Foreign Press Secretary Maruyama: The Eminent Persons Group obviously brings together experts from a variety of fields who hold different opinions on the subject and who do not represent their countries’ governments. This time the meeting will be attended by participants with views on disarmament and national security. Although they will not be speaking on behalf of their own countries, I think the circumstances faced by their respective countries will likely influence their ideas in many ways. At the same time, speakers will be able to distance themselves from their governments’ positions and engage in open discussions. From this perspective, I think it is very meaningful to invite many experts with wide-ranging backgrounds, including different nationalities and various academic affiliations, albeit not as representatives of their countries’ governments, to engage in such discussions.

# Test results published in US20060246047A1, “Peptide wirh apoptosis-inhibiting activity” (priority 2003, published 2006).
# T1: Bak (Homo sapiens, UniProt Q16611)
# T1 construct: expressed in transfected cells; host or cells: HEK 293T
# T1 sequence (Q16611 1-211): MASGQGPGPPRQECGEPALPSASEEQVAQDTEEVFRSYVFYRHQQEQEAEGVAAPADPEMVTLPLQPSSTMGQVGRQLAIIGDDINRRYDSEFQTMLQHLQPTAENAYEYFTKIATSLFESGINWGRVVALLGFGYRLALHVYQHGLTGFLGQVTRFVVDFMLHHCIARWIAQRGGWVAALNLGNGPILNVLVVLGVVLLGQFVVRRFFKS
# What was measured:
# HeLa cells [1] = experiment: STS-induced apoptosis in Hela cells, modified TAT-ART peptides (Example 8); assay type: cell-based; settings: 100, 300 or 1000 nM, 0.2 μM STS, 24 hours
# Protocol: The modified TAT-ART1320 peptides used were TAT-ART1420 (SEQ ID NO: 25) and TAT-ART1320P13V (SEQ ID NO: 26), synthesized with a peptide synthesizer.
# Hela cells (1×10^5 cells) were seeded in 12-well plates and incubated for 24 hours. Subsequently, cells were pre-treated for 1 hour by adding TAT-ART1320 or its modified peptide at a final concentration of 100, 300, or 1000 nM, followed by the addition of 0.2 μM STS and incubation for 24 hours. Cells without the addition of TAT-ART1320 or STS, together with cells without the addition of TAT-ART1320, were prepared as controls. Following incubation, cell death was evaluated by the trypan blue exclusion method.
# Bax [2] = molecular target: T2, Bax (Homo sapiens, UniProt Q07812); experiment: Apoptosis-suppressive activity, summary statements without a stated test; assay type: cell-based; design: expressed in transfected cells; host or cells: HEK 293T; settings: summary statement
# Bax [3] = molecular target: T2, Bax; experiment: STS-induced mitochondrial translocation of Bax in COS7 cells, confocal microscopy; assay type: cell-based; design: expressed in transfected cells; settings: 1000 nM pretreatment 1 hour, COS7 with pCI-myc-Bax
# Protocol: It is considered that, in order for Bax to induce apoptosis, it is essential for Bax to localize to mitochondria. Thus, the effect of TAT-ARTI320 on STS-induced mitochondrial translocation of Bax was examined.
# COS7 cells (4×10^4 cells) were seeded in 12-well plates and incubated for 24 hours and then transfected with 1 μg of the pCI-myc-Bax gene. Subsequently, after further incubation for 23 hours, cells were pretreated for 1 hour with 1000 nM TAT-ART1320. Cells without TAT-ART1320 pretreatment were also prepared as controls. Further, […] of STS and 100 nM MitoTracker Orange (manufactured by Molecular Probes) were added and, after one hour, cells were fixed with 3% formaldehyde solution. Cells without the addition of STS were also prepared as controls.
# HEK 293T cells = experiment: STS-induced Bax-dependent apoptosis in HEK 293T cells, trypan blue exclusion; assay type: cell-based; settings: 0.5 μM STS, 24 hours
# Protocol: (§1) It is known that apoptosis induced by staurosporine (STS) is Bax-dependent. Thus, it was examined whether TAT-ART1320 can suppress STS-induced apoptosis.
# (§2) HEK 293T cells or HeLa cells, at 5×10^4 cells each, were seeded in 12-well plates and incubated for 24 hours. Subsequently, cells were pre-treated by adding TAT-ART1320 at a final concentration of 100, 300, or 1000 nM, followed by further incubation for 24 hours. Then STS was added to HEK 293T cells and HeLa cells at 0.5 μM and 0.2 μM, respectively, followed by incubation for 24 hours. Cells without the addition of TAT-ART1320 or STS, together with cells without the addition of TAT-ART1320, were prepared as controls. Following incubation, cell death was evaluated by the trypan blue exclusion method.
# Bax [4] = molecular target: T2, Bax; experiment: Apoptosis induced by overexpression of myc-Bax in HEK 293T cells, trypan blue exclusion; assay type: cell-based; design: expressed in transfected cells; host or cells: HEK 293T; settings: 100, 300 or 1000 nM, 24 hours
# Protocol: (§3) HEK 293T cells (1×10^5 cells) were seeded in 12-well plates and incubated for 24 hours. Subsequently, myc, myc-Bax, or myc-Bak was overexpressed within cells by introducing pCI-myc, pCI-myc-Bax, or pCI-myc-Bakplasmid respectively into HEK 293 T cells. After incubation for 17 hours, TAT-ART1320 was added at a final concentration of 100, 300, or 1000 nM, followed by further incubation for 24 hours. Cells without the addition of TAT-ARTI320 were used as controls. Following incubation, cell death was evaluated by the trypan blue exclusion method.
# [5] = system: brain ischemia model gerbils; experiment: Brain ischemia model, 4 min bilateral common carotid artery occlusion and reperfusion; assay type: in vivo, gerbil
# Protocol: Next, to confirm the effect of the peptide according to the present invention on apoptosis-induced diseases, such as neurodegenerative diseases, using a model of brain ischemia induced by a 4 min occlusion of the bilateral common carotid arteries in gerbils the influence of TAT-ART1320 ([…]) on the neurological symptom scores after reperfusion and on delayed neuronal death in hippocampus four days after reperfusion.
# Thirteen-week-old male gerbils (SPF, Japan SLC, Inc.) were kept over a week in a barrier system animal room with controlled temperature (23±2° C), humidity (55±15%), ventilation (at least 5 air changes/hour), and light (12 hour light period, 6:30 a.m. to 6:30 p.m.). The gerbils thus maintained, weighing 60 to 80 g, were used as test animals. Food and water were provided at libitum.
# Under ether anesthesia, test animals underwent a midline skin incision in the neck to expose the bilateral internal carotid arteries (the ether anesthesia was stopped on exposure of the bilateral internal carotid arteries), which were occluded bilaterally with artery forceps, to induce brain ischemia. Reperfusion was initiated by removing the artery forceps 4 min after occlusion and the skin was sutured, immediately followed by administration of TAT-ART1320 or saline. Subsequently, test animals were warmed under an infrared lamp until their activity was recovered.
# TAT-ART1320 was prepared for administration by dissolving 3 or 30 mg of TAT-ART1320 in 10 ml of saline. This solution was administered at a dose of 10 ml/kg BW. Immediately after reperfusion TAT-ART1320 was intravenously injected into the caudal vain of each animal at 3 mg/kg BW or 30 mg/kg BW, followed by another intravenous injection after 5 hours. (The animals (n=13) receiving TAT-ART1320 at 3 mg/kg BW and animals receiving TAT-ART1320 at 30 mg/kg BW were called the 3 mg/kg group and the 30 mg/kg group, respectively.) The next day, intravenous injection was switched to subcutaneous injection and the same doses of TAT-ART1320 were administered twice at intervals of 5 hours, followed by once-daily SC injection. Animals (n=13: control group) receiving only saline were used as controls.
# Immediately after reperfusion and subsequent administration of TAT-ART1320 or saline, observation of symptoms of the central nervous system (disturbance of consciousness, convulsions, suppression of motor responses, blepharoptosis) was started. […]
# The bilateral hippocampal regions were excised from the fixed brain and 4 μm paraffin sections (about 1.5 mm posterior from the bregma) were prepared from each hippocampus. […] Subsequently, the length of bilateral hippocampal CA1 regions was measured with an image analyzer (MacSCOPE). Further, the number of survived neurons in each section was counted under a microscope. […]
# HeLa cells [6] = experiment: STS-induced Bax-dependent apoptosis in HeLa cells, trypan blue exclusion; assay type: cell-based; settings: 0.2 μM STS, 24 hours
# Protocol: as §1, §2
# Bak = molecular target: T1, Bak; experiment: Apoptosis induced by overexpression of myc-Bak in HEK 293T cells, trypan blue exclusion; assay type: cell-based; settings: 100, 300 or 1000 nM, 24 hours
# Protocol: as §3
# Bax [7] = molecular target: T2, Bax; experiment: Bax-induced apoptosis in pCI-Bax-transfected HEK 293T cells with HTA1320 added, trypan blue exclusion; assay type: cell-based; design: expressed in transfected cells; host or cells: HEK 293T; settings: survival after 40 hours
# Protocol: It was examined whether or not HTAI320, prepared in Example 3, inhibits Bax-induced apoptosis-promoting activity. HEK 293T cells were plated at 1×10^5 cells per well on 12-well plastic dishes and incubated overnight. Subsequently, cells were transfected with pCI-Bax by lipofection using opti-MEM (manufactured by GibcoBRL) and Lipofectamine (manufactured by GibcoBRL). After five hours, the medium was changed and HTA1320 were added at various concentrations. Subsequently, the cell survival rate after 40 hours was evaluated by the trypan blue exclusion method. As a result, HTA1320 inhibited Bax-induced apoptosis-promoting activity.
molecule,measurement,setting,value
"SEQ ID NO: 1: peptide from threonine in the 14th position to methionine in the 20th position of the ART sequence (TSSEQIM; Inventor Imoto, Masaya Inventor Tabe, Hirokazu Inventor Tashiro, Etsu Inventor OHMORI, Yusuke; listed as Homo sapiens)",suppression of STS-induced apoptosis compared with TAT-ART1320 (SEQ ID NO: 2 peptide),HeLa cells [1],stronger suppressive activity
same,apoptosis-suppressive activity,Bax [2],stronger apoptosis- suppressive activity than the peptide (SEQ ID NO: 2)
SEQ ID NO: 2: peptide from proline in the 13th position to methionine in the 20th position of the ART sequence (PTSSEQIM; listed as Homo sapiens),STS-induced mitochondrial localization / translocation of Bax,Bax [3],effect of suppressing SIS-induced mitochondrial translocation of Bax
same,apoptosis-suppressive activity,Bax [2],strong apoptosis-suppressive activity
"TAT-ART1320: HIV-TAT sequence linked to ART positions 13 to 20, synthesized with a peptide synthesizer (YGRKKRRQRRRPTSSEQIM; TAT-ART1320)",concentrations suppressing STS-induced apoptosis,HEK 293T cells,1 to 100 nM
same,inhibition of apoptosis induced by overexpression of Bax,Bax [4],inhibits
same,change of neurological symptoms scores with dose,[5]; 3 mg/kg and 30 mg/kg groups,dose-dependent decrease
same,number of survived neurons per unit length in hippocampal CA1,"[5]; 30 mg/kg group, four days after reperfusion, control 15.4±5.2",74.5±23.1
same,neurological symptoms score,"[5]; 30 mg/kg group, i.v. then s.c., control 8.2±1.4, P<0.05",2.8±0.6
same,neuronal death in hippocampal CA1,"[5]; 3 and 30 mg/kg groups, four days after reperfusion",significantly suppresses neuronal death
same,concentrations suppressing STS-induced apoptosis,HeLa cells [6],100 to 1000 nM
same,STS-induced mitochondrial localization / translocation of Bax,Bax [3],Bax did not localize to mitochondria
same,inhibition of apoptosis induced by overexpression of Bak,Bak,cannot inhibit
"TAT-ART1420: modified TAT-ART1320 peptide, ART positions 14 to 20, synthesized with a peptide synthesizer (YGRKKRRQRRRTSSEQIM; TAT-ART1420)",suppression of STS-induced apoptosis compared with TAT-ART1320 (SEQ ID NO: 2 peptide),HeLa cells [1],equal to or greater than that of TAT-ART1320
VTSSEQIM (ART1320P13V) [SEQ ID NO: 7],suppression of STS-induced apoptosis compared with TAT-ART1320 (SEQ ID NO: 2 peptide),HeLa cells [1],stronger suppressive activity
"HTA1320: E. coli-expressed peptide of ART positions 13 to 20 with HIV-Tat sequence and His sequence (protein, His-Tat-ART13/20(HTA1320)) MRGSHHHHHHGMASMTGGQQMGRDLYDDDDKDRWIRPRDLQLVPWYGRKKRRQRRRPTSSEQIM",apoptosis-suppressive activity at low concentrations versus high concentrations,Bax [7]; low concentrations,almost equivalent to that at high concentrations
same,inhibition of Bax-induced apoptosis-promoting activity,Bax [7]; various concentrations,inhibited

NHK, Tsuji: While I agree that it is very valuable to engage in open discussion and have experts speak their minds, how does this help Japan to play a role as a bridge? I believe the Group will be submitting an outcome document to the NPT Preparatory Committee. How will this actually contribute to Japan serving as a bridge?
Foreign Press Secretary Maruyama: In general, when comments are made on behalf of a country at international conferences, it can be difficult to find common ground among the various opinions because discussions are taking place based on the positions of each country.
In the case of discussions among experts, meanwhile, people can engage in more open discussions and distance themselves from their countries’ stances. This meeting will be attended by people with very extensive knowledge who are likely to offer a variety of opinions and knowhow on the subject, and Japan hopes that this activity might move the overall dialogue forward in any way possible.
NHK, Tsuji: How will the event be connected to the NPT Preparatory Committee’s meeting?
Foreign Press Secretary Maruyama: The NPT Preparatory Committee will of course take into account such discussions when conducting its own review. Nevertheless, the Group’s discussions have yet to take place so I would like to refrain from speculating further on what types of discussion will take place.